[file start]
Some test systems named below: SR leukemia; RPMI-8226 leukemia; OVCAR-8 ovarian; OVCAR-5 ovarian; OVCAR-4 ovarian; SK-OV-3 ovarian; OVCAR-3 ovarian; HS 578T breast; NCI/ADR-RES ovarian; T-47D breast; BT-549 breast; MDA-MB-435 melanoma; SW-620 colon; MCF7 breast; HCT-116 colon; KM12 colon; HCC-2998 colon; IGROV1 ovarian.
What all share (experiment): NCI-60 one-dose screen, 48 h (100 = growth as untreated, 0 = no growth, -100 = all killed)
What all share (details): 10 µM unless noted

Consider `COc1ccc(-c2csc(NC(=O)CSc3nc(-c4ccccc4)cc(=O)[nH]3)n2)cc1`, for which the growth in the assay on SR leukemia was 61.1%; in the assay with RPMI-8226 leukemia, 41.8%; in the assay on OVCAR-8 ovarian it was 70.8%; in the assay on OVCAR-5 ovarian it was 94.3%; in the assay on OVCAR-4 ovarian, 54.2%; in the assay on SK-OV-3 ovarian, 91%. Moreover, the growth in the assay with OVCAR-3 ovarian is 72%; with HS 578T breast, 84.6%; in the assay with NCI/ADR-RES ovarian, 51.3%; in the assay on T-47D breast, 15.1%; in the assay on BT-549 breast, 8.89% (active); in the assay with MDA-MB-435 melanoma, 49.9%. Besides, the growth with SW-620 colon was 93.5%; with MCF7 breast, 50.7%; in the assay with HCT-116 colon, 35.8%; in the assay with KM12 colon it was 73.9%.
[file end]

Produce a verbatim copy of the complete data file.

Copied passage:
Some test systems named below: SR leukemia; RPMI-8226 leukemia; OVCAR-8 ovarian; OVCAR-5 ovarian; OVCAR-4 ovarian; SK-OV-3 ovarian; OVCAR-3 ovarian; HS 578T breast; NCI/ADR-RES ovarian; T-47D breast; BT-549 breast; MDA-MB-435 melanoma; SW-620 colon; MCF7 breast; HCT-116 colon; KM12 colon; HCC-2998 colon; IGROV1 ovarian.
What all share (experiment): NCI-60 one-dose screen, 48 h (100 = growth as untreated, 0 = no growth, -100 = all killed)
What all share (details): 10 µM unless noted

Consider `COc1ccc(-c2csc(NC(=O)CSc3nc(-c4ccccc4)cc(=O)[nH]3)n2)cc1`, for which the growth in the assay on SR leukemia was 61.1%; in the assay with RPMI-8226 leukemia, 41.8%; in the assay on OVCAR-8 ovarian it was 70.8%; in the assay on OVCAR-5 ovarian it was 94.3%; in the assay on OVCAR-4 ovarian, 54.2%; in the assay on SK-OV-3 ovarian, 91%. Moreover, the growth in the assay with OVCAR-3 ovarian is 72%; with HS 578T breast, 84.6%; in the assay with NCI/ADR-RES ovarian, 51.3%; in the assay on T-47D breast, 15.1%; in the assay on BT-549 breast, 8.89% (active); in the assay with MDA-MB-435 melanoma, 49.9%. Besides, the growth with SW-620 colon was 93.5%; with MCF7 breast, 50.7%; in the assay with HCT-116 colon, 35.8%; in the assay with KM12 colon it was 73.9%.